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Author Topic: For search committee members, what do you do with a very close vote?  (Read 12876 times)
kron3007
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« Reply #30 on: March 09, 2012, 9:53:28 AM »

IMO this is one of the crippling unique and valuable aspects of academia, everything has to be a round table discussion amongst a group of people who predominantly think they are always right understand that to reach important decisions you need to bring all relevant arguments to the table.  Things would be much better much more like politics, which we know works so well if it were structured, people voted, and the results were sent forth without the need for endless debate.    
There, fixed that for you.

The way faculty handle this kind of decision hasn't changed much over the centuries.  For example, Charles Dodgson wrote about faculty meetings at Christchurch College in the 1850s to discuss such issues as building design and proposed changes to the College from the Royal Commission; these meetings sound very much like their modern counterpart.  Measured analysis and lively debate - even if the debaters are opinionated dinornithiformic closed-minded fuddy-duddies (as older faculty are often portrayed by younger ones) - is a tradition that has kept great universities great for centuries, while lesser organizations (with apparently-more-efficient decision structures) wax and wane. - DvF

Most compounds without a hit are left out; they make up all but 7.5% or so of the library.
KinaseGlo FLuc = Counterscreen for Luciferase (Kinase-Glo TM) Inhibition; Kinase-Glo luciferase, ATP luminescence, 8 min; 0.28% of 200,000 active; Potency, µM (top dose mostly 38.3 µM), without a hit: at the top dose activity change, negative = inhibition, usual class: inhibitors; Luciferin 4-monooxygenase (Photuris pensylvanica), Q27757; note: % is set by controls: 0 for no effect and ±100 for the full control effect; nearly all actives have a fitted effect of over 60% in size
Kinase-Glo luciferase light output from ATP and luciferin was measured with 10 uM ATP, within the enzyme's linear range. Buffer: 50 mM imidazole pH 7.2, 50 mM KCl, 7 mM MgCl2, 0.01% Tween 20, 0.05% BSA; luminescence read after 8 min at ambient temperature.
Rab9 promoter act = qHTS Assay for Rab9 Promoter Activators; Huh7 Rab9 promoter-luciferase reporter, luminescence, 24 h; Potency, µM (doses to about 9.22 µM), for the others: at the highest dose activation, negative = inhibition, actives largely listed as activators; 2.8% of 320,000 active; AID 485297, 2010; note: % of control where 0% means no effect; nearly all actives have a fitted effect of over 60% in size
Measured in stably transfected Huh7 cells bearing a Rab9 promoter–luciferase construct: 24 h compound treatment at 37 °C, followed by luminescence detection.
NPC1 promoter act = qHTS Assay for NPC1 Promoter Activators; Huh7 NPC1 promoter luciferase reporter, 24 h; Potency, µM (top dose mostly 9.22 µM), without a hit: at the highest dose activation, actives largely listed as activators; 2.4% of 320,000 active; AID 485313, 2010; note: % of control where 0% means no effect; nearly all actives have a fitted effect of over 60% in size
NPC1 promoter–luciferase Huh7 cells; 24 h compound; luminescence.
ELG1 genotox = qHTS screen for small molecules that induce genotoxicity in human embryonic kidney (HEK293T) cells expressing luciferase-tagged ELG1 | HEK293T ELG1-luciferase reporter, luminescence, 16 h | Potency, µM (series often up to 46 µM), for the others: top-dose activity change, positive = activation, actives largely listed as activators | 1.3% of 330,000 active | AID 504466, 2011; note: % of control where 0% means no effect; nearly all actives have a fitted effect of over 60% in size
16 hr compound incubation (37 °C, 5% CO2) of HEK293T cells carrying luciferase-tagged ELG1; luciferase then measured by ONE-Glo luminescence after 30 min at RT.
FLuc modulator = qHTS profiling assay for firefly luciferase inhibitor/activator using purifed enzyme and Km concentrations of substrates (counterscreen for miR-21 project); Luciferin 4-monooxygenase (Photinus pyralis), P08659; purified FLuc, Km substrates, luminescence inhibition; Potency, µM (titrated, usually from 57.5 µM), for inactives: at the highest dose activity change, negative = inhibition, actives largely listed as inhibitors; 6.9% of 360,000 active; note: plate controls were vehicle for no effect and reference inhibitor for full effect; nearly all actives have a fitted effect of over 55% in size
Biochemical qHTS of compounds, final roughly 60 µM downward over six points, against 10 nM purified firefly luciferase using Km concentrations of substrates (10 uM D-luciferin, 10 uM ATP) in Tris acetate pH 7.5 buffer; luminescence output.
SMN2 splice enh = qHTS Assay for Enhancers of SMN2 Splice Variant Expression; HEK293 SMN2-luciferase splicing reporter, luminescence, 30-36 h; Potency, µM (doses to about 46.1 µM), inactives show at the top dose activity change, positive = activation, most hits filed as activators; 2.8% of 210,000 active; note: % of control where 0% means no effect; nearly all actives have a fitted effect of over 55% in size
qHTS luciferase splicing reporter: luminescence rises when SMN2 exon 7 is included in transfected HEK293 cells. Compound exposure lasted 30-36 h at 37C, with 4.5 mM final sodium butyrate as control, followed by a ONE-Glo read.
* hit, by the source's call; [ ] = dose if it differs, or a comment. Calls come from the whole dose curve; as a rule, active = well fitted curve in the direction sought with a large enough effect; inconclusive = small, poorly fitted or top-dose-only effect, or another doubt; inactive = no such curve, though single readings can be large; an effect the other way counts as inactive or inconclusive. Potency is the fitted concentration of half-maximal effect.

Thanks, but I have to disagree.  I have sat in many departmental meetings.  In one instance we spent the better part of an hour debating how our department's business cards should read and how much latitude should be given on this format.  So, in total we spent about 20 person-hours (at faculty rates) debating something that dosnt really matter and could have been decided in 2 minutes with a simple vote or decision from the chair.  Instead, we had two or three professors who felt that this was important and they had to be heard rambling on and on wasting everyones time.

I'm not saying that there shouldn't be room for discussion, but when you have a room full of mostly type A personalities, an open-ended round table discussion ends up wasting everyones time and ends up going round and round in circles.  Perhaps our chair was too weak to reign in the debate, but from my limited experience this approach is inefficient and wastes everyone's time for the sake of the more vocal minority.  Discussion is good, but without structure it is chaos.